Coolingslowlythevapor

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Unformatted text preview: calculate
the
entropy
change
ΔS
=
SB
‐
SA
for
an
irreversible
process
 between
A
and
B,
one
cannot
integrate
δq
/
T,
the
ratio
of
the
heat
 increment
over
the
temperature,
along
the
actual
path
followed
during
the
 A‐B
process,
since
dS
=
δq
/
T
only
applies
to
reversible
processes.
Indeed,
 the
second
law
states
that:
dS
>
δ q
/
T
for
an
irreversible
process.
 However,
since
the
entropy
is
a
state
function,
the
entropy
change
ΔS
does
 not
depend
on
the
path
chosen.
Since
we
know
how
to
calculate
entropy
 change
for
the
system
along
any
reversible
path,
we
will
imagine
a
 hypothetical
path
between
A
and
B
that
is
reversible.

We
will
now
 consider
some
examples
to
illustrate
this
concept.
 
 Example
1:

 Two
blocks
of
metal
A,
and
B,
of
masses
mA
and
mB,
initially
at
 temperatures
TA
and
TB
are
placed
in
contact
with
one
another
in
a
 thermally
insulated
container.

As
a
result
of
the
difference
in
their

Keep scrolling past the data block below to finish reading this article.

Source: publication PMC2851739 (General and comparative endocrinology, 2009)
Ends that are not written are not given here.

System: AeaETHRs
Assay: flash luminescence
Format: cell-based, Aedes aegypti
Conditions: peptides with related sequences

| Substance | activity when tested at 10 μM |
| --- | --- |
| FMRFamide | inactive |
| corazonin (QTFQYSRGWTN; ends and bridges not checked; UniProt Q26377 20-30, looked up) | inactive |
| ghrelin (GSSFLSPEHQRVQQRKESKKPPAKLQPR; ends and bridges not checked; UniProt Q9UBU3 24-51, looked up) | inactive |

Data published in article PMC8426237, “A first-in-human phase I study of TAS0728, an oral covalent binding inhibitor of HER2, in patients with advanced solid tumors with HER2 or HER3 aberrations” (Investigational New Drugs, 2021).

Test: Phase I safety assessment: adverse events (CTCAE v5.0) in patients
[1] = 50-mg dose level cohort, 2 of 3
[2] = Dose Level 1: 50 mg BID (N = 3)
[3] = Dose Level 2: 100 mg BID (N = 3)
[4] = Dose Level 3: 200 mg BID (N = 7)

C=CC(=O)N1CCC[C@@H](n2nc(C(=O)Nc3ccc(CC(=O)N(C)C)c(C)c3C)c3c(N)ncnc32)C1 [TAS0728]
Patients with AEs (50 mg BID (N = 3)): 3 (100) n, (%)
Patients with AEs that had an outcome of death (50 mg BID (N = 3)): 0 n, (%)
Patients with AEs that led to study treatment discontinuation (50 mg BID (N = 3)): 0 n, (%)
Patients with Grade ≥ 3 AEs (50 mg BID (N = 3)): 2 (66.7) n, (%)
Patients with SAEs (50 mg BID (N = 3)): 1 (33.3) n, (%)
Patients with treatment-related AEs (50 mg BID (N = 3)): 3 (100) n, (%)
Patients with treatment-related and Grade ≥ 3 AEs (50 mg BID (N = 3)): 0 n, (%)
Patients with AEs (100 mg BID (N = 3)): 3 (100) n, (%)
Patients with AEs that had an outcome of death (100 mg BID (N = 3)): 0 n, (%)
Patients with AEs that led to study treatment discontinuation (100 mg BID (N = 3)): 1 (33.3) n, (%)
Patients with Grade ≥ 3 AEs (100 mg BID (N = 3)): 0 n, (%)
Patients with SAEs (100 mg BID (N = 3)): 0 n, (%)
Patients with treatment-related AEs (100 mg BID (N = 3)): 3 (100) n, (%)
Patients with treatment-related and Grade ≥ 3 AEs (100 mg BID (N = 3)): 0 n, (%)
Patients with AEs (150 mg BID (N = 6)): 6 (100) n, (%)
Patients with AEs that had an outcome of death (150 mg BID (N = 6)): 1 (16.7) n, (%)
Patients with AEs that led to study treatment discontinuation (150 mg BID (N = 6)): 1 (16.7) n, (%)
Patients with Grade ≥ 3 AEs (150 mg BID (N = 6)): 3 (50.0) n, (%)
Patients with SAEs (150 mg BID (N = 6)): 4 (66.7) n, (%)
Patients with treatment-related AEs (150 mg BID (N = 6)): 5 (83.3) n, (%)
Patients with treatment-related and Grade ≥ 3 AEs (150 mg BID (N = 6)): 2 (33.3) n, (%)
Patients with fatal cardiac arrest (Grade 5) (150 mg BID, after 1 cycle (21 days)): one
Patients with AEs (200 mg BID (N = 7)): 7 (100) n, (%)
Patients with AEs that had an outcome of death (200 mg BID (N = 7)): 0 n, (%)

initial
 temperatures
and
of
the
fact
that
they
are
placed
in
contact
with
each
 other,
they
will
exchange
heat
with
each
other
until
they
exhibit
the
same
 final
temperature,
TF.

Heat
is
exchanged
only
between
the
two
blocks
since
 Marand’s
Notes:
Chapter
3
‐
The
Second
Law
of
Thermodynamics
 102
 they
are
placed
in
a
thermally
insulated
container
(adiabatic
process).
 Considering
the
two
blocks
to
form
the
System,
no
heat
is
exchanged
 between
system
and
surroundings.
 Therefore:
q
=
qA‐B
+
qB‐A
=
0

 where
qA‐B
is
the
heat
received
by
A
from
B
(qA...
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This note was uploaded on 01/26/2014 for the course CHEM 3615 taught by Professor Aresker during the Spring '07 term at Virginia Tech.

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